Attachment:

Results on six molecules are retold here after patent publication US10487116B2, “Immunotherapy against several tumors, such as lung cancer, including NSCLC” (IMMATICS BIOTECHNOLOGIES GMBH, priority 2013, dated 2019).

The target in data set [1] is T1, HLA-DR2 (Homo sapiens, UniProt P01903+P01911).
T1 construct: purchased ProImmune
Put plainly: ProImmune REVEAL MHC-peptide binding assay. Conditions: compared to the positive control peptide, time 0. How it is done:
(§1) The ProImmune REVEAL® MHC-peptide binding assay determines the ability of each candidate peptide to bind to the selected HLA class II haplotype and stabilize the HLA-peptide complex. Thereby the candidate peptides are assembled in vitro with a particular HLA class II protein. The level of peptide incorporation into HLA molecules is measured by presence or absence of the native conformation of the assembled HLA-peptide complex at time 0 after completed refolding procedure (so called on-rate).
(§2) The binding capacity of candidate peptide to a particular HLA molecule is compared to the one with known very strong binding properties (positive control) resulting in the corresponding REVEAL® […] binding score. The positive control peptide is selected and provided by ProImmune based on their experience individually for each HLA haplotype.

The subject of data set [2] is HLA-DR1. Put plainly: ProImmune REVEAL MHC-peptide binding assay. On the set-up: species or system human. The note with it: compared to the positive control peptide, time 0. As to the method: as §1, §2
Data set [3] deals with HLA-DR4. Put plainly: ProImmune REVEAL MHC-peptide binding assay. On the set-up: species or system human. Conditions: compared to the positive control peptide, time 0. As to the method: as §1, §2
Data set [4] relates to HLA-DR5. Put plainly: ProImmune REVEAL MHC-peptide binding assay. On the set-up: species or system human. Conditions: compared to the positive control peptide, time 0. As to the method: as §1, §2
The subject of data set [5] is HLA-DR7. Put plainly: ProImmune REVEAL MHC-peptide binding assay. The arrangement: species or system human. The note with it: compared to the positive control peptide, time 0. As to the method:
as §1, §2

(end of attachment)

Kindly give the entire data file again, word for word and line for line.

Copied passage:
Results on six molecules are retold here after patent publication US10487116B2, “Immunotherapy against several tumors, such as lung cancer, including NSCLC” (IMMATICS BIOTECHNOLOGIES GMBH, priority 2013, dated 2019).

The target in data set [1] is T1, HLA-DR2 (Homo sapiens, UniProt P01903+P01911).
T1 construct: purchased ProImmune
Put plainly: ProImmune REVEAL MHC-peptide binding assay. Conditions: compared to the positive control peptide, time 0. How it is done:
(§1) The ProImmune REVEAL® MHC-peptide binding assay determines the ability of each candidate peptide to bind to the selected HLA class II haplotype and stabilize the HLA-peptide complex. Thereby the candidate peptides are assembled in vitro with a particular HLA class II protein. The level of peptide incorporation into HLA molecules is measured by presence or absence of the native conformation of the assembled HLA-peptide complex at time 0 after completed refolding procedure (so called on-rate).
(§2) The binding capacity of candidate peptide to a particular HLA molecule is compared to the one with known very strong binding properties (positive control) resulting in the corresponding REVEAL® […] binding score. The positive control peptide is selected and provided by ProImmune based on their experience individually for each HLA haplotype.

The subject of data set [2] is HLA-DR1. Put plainly: ProImmune REVEAL MHC-peptide binding assay. On the set-up: species or system human. The note with it: compared to the positive control peptide, time 0. As to the method: as §1, §2
Data set [3] deals with HLA-DR4. Put plainly: ProImmune REVEAL MHC-peptide binding assay. On the set-up: species or system human. Conditions: compared to the positive control peptide, time 0. As to the method: as §1, §2
Data set [4] relates to HLA-DR5. Put plainly: ProImmune REVEAL MHC-peptide binding assay. On the set-up: species or system human. Conditions: compared to the positive control peptide, time 0. As to the method: as §1, §2
The subject of data set [5] is HLA-DR7. Put plainly: ProImmune REVEAL MHC-peptide binding assay. The arrangement: species or system human. The note with it: compared to the positive control peptide, time 0. As to the method:
as §1, §2